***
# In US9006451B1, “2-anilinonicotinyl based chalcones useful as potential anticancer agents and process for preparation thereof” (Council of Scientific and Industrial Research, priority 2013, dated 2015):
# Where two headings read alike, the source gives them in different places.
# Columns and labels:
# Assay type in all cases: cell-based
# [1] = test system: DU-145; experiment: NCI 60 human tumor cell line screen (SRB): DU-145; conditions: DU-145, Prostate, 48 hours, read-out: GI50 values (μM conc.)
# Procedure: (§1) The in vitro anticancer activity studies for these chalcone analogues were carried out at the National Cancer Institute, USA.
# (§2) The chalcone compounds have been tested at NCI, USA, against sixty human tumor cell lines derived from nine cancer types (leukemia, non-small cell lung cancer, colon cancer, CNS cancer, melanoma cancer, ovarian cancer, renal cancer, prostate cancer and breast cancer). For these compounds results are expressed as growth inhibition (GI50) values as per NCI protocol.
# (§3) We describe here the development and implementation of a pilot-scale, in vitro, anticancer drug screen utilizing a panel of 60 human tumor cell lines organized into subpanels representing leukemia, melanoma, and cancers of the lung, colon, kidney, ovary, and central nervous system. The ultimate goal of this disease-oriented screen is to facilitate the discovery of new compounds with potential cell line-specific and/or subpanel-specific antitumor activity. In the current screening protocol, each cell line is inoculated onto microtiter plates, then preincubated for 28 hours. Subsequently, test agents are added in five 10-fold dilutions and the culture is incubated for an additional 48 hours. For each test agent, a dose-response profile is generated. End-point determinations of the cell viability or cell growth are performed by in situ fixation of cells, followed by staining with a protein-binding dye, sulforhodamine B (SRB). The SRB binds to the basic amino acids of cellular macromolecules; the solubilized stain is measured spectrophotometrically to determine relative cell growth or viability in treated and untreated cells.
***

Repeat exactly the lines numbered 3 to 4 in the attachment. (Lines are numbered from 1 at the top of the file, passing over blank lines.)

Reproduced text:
# Columns and labels:
# Assay type in all cases: cell-based